The eye-watering earnings growth among Chinese companies since the early 1970s made their economy the world's second largest. But at the same time they diluted shareholders by an equally eye-watering almost-30%, according to new research, meaning even investors in one comparatively tiny economy in Scandinavia were better off over the same period on an earnings per share growth basis.
The eye-watering earnings growth among Chinese companies since the early 1970s made their economy the world’s second largest. But at the same time they diluted shareholders by an equally eye-watering almost-30%, according to new research, meaning even investors in one comparatively tiny economy in Scandinavia were better off over the same period on an earnings per share growth basis.
It was perhaps predictable that Morgan Stanley would illustrate long-term earnings growth by way of the example of China, whose explosive manufacturing-led boom has helped it overtake Japan to become the second biggest economy, behind only America.
But it is harder to guess which European land Morgan Stanley says trumps China when it comes to earnings growth per share.
For that medal, Denmark steps forward.
Admittedly its mature economy could hardly beat the 41% earnings growth since 1972 in China, which evolved from being a largely agricultural land with nascent offshore heavy goods and textile manufacturing using cheap labour, to a well-mechanised economy.
Earnings in Denmark, by contrast, averaged just 15%.
But Morgan Stanley points out businesses must raise capital to fund growth, and in faster growing economies that need more capital – such as China – this means earnings per share are diluted more heavily.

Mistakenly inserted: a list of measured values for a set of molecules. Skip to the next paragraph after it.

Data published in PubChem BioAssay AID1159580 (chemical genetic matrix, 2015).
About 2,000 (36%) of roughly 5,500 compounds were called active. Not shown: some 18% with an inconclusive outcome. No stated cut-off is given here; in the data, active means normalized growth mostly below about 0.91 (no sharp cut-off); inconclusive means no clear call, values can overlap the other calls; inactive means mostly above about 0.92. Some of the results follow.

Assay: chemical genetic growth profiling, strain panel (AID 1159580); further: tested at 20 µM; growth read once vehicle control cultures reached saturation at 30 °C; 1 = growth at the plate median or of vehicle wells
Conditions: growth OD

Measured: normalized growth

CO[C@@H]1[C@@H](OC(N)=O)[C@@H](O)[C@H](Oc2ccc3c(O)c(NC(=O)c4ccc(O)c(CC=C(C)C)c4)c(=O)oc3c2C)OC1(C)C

Chinese companies have diliuted their shareholders by almost 30% over the past 40 years.
(This is also a partial explanation of why the fastest expanding economy does not always reward shareholders of its companies the most.)
Denmark was able to offer shareholders in its firms 12% EPS growth, 2% higher than China, over the long term.
The US bank’s analysts then turned their attention to economies whose companies can return investors more than the GDP growth rate of the home country.
This might at first seem unlikely, as domestically-focused concerns could not outpace the rate of growth of their ‘homeland wealth’.
But it is fairly common for shareholders to make more from companies than the GDP rate would suggest they can.
In the US, for example, nominal GDP increased around 850-fold (6.25% a year) from 1900, while $1 invested in equities over the same period would have multiplied 25,000 times (9.5%), Morgan Stanley said.
The reason? Dividends, and investors reinvesting distributions in the company’s shares.
But if all investors faithfully did this, this outperformance of GDP growth would not happen, the US bank adds, “because for equities the surfeit of capital coming from a compounding cascade of reinvested dividends would, sooner or later, crush margins, hence earnings, hence capital values, and hence future dividends.”
Applying the same logic to US credit, if investors took their coupons and loyally reinvested them in corporate USA, this “would mean rolling back 7% of the debt stock each year as new debt [and as] corporate debt in 1920 was around 70% of GDP, it would now be 464% of GDP, if it grew in line with ‘reinvested’ corporate bond returns.
“So here’s the Catch-22: over the long run theoretical total returns can exceed GDP so long as investors don’t actually try to capture those returns. But if ever investors try to achieve such GDP-plus total returns, it will be impossible for returns to stay above GDP growth.”